BY LUSINE MUSAYELIAN
STEPANAKERT (RFE/RL)—Four members of France’s parliament visited Nagorno-Karabakh on Monday in a show of support for Karabakh’s pursuit of international recognition of its independence.
The delegation led by Guy Teissier, chairman of the French National Assembly’s committee on national defense, met with local parliamentarians and was due to hold separate talks with Bako Sahakian, president of the Nagorno-Karabakh Republic (NKR).
“Coming to Armenia is a gesture of friendship. Coming to Karabakh is a gesture of solidarity,” Teissier said in a speech at the NKR parliament.
The senior lawmaker, who is affiliated with France’s ruling Union for the Popular Movement (UMP) party, said that Karabakh had been incorporated into Soviet Azerbaijan “at the whim of a dictator” and that its predominantly Armenian population should be able to determine its status.
“Why would we keep silent and not say that people very deeply rooted in this land have the right to live here?” added Teissier.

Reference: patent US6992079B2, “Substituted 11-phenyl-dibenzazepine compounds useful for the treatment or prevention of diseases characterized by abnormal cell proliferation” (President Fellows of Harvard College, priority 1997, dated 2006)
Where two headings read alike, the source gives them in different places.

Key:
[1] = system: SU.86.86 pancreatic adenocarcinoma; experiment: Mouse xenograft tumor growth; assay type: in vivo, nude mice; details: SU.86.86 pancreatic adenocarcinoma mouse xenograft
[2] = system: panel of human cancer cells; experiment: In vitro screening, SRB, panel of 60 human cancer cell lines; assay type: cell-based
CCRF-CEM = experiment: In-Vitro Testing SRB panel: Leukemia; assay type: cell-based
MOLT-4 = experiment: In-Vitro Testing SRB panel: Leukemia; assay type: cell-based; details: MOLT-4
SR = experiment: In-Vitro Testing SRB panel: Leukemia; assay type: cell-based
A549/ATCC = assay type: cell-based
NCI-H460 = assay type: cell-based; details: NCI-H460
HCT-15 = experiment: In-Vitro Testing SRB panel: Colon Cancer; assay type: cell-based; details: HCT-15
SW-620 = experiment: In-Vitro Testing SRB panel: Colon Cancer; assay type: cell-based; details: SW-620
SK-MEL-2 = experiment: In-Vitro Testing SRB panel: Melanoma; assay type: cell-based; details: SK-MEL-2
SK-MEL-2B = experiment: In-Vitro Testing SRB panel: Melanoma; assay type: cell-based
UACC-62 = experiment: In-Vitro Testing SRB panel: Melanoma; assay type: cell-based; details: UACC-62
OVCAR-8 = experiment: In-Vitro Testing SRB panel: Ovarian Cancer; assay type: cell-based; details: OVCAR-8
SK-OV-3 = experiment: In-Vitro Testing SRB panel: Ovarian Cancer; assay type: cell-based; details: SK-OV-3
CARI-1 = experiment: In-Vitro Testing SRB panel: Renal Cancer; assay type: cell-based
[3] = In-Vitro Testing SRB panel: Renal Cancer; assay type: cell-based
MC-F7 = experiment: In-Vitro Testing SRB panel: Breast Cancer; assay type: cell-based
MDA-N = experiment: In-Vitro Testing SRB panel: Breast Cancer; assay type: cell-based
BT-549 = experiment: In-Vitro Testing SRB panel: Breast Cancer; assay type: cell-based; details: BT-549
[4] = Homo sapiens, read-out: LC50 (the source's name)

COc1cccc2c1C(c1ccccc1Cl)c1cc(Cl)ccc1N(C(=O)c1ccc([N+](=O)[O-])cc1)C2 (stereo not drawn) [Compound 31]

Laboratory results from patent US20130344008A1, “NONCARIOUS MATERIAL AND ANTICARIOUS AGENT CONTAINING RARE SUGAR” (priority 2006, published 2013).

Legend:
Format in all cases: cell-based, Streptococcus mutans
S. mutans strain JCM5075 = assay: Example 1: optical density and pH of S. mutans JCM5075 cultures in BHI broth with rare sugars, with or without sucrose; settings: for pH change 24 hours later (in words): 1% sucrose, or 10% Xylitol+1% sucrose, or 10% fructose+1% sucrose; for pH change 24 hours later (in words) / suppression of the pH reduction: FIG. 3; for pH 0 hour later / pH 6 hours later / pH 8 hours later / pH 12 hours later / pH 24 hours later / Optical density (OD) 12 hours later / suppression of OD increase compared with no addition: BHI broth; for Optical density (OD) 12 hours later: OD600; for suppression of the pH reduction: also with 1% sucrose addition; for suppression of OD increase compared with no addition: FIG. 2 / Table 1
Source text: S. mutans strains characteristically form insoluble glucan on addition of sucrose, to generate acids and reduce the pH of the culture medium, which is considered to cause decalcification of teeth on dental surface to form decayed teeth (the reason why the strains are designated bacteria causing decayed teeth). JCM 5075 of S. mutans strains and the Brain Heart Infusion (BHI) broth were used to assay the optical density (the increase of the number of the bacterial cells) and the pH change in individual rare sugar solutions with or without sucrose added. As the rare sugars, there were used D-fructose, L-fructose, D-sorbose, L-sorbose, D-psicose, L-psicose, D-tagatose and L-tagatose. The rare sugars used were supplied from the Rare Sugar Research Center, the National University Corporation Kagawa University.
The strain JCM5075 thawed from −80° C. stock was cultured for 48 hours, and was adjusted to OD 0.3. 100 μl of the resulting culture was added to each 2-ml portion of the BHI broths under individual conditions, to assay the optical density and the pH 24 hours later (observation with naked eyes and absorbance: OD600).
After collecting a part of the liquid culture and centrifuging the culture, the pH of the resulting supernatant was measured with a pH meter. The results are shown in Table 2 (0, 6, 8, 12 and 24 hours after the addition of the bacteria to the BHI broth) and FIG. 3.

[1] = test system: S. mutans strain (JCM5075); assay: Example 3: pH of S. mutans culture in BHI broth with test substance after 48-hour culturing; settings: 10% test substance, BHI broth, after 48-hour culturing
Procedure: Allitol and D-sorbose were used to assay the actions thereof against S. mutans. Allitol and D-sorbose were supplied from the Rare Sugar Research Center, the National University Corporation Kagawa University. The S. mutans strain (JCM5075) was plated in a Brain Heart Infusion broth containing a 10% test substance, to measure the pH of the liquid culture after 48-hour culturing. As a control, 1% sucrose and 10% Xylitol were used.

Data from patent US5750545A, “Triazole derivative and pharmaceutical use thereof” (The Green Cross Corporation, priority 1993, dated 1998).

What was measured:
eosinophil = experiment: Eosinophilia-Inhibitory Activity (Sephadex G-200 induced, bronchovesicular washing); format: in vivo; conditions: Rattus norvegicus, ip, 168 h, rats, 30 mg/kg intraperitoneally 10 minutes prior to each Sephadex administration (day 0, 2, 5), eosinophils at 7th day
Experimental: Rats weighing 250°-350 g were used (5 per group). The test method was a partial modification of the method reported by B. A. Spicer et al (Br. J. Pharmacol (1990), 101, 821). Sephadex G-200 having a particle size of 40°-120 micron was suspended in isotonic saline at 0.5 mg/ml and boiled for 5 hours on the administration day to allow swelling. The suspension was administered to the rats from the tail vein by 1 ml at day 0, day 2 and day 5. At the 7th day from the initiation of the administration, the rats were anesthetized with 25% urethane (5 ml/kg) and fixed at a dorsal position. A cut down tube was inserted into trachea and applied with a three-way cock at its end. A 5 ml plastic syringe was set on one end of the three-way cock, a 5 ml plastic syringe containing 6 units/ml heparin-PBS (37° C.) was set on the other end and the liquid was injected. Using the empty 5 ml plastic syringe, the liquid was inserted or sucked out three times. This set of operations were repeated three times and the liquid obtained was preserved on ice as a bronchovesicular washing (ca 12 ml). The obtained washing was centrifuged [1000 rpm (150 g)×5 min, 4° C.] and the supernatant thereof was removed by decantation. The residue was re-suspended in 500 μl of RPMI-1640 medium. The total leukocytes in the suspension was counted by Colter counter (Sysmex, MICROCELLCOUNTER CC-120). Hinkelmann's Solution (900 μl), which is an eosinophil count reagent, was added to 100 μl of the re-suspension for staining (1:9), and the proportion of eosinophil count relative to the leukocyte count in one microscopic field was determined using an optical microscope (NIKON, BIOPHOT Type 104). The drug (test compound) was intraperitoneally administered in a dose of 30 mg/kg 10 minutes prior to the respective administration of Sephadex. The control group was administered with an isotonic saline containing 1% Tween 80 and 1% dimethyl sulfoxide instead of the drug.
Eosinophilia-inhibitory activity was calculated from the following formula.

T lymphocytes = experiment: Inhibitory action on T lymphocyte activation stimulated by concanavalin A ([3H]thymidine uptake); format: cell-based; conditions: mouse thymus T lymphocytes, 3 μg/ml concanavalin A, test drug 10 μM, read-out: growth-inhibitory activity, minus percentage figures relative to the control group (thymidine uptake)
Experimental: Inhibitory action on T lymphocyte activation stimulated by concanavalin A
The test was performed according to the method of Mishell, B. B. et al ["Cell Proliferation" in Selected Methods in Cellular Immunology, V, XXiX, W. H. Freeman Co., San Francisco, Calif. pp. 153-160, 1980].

Jacques Remiller, another UMP deputy and the mayor of the French city of Vienne, also voiced “great sympathy” for the Karabakh Armenian cause.
“Just as other nations like Kosovo and Cyprus, where they have two governments, they [the Karabakh Armenians] have the right decide their destiny by themselves,” Remiller told RFE/RL’s Armenian service.
The French lawmakers are scheduled to tour on Tuesday several Karabakh villages and meet with leaders of local non-governmental organizations uniting Armenian refugees from Azerbaijan.
The visit is bound to anger the Azerbaijani government which considers such trips an affront to its internationally recognized sovereignty over Karabakh. It has already banned scores of foreign dignitaries, who have been to the territory without its permission, from visiting Azerbaijan.
Among those blacklisted by Baku are five other French deputies who traveled to Karabakh in June 2010. The trip was initiated by Francois Rochebloine, the pro-Armenian deputy chairman of the French parliament committee on foreign affairs.
Teissier defended the visits. “Don’t we, free people from a free country, have the right to freely visit here and see our friends?” he said.